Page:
Poverty
Poultry
Public Policy
Solanum tuberosum
Health Policy

Keywords

  • Retail food promotions
  • in-store audit
  • healthy
  • food environments
  • policy

Cite this

Furey, Sinead ; McLaughlin, Christopher ; Hollywood, Lynsey ; McMahon-Beattie, Una ; Burns, Amy ; Price, Ruth ; Humphreys, Paul ; Dean, Moira ; Raats, Monique ; McCarthy, Mary ; Collins, Alan ; Tatlow-Golden, Mimi ; Murrin, Celine. / Investigation into the balance of healthy versus less healthy food promotions among Republic of Ireland food retailers. Unknown Host Publication. 2017.
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title = "Investigation into the balance of healthy versus less healthy food promotions among Republic of Ireland food retailers",
abstract = "Purpose: With two in three Irish adults overweight or obese, one in six living in poverty, and the majority spending their money more carefully now than in the past, there is an urgent need to understand the availability of healthy food promotions to help householders manage food budgets. This research aims to determine if a balance between ‘healthy’ and ‘less healthy’ food promotions exists in order to inform the development of strategies to increase consumer accessibility to healthier food products sold on promotional offer. For the first time in Irish context, a research study employs primary research rather than secondary analysis of historical sales data to examine the healthfulness, or otherwise, of promotional evidence. Methods: A quantitative approach utilised eighty (N=80) in-store audits of retail food promotions. Each promotional product was assigned a Food Pyramid category and analysed using SPSS.Results/findings: Analysis indicated 47,100 promotional items from supermarkets/discounters/convenience stores representing a 63{\%} share of the Irish grocery market. The majority (95.6{\%}) of promotional items were collated from supermarkets/discounters. The top three promotional mechanics used were price reduction (56.6{\%}), multi-buys (31.9{\%}), and standalone offers (6.9{\%}). This was consistent among supermarkets/discounters, while rank order shifted for convenience stores: standalone offers (51.3{\%}), multi-buys (27.8{\%}), and price reduction (18.4{\%}). Nutritional analysis disaggregated promotional activity into Food Pyramid categories: food/drinks high in fat, sugar and salt (HFSS) (36.7{\%}); bread, rice, potatoes, pasta and cereals (14.6{\%}); fruit and vegetables (14.2{\%}); meat, poultry, eggs, beans and nuts (13.3{\%}); milk, cheese and yoghurt (13.1{\%}); other (6.7{\%}); and fats and oils (1.3{\%}). HFSS promotions for food/drinks were greater in convenience stores than supermarkets/discounters (57.7{\%} and 36.8{\%} respectively) while fruits/vegetables (14.5{\%} and 7.6{\%}) and dairy products (13.4{\%} and 6.7{\%}) were more prevalent among supermarkets’/discounters’ promotional activities. Additional nutritional information yielded further beneficial insights into food retail promotional trends. Conclusions: Given the current policy focus on the cost of living and population health emphasising the need for food shopping to represent health and value for money, this study contributes meaningfully to retailers’ future monitoring and evaluation activity around healthy retail food promotional environments in response to national public health policy.",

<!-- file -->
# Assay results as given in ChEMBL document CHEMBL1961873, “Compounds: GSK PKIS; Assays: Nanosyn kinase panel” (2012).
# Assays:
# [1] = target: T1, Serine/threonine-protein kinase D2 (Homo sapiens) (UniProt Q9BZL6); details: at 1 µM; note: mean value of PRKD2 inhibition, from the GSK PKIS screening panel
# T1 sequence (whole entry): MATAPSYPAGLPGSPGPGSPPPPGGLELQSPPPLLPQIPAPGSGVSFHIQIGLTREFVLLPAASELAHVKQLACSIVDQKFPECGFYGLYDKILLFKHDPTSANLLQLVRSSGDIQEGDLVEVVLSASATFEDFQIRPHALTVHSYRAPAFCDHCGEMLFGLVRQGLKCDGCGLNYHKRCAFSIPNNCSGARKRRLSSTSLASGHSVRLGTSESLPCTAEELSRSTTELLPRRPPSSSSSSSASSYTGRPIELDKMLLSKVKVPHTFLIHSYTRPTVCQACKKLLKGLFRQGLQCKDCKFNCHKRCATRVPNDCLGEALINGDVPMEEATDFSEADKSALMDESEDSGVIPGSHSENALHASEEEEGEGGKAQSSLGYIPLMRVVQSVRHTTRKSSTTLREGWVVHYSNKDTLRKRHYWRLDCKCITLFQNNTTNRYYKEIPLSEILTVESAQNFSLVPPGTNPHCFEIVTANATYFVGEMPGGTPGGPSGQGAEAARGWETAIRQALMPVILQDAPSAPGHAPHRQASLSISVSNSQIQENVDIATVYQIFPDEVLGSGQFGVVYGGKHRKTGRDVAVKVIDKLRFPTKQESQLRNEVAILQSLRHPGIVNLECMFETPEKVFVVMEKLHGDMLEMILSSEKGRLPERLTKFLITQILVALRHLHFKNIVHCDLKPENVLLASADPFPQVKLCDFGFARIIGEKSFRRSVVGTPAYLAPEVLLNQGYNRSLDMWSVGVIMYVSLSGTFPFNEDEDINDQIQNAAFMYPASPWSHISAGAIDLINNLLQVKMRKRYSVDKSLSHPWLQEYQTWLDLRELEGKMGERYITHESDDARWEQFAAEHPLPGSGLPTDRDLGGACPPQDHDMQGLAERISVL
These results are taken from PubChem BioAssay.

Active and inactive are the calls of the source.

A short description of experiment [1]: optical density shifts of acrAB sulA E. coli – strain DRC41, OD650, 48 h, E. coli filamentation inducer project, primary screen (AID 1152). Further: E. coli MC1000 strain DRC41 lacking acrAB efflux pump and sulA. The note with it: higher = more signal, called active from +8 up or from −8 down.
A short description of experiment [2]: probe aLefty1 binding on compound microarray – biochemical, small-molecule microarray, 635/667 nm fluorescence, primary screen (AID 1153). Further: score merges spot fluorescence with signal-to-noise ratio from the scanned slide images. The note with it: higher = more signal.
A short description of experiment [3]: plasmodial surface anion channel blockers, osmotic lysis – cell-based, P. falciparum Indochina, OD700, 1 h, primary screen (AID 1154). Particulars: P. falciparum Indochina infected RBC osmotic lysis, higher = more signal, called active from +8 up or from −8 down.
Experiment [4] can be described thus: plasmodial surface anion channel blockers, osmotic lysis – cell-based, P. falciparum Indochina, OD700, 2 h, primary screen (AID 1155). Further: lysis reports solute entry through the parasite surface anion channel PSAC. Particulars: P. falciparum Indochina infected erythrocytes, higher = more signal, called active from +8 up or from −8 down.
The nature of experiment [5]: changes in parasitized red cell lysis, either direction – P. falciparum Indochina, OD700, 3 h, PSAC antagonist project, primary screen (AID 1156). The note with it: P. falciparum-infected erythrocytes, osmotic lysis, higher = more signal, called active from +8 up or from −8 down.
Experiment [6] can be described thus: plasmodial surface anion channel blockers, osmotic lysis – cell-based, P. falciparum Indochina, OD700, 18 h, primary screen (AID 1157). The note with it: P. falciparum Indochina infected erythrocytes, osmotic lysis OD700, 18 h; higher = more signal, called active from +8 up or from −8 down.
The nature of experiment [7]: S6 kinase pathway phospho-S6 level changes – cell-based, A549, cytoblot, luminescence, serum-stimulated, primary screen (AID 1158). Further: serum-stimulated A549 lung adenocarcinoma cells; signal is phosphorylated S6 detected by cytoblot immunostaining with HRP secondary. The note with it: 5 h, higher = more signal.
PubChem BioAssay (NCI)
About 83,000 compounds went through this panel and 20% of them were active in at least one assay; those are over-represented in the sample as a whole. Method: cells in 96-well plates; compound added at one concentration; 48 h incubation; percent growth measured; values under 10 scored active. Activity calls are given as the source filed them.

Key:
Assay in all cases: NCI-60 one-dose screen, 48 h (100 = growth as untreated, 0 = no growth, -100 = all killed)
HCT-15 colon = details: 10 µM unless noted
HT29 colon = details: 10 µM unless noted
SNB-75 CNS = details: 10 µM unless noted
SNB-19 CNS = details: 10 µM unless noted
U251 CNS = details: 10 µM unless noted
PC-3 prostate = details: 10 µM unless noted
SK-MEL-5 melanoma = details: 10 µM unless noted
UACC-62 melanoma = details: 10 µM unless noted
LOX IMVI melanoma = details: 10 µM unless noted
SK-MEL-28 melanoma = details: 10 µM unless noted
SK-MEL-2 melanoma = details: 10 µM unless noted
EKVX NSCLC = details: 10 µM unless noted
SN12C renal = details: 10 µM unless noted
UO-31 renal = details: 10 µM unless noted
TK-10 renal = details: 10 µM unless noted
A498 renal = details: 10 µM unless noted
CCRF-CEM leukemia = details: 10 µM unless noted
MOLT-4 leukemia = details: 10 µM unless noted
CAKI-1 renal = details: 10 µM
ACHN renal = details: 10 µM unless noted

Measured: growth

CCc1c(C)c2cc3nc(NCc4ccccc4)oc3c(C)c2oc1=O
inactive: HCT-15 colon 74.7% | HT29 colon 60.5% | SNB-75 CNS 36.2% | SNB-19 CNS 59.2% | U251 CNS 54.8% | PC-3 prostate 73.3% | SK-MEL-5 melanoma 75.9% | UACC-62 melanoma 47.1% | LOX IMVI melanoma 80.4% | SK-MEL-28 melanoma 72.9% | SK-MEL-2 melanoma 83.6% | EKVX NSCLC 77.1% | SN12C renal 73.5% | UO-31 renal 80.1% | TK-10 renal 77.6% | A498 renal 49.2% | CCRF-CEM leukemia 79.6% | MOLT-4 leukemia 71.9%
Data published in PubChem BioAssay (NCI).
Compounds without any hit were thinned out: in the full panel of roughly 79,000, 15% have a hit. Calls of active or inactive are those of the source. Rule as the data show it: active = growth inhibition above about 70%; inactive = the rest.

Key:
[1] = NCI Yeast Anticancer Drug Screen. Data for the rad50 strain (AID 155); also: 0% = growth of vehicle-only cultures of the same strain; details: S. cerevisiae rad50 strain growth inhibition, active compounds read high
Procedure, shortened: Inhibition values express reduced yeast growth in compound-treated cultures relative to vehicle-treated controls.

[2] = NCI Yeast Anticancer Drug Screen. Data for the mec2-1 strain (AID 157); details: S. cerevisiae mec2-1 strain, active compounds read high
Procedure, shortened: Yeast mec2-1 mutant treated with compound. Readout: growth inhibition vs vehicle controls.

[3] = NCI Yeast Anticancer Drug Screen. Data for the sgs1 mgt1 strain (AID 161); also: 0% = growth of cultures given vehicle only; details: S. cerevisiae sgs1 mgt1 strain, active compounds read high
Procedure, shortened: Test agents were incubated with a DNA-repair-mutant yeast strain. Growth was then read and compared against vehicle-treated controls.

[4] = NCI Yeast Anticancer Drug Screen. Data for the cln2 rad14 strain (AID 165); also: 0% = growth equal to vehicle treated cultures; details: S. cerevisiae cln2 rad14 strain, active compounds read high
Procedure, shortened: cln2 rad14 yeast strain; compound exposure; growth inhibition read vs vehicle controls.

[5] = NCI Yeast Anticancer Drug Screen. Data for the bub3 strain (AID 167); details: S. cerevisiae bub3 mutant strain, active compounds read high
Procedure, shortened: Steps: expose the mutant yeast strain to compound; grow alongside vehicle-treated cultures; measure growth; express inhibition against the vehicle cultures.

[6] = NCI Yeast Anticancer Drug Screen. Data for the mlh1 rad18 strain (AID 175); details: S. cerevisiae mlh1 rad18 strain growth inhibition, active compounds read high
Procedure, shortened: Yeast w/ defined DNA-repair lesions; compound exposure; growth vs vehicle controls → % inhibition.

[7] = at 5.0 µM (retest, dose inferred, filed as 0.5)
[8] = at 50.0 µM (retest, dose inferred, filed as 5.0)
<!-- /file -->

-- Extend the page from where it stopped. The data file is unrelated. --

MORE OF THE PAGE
keywords = "Retail food promotions, in-store audit, healthy, food environments, policy",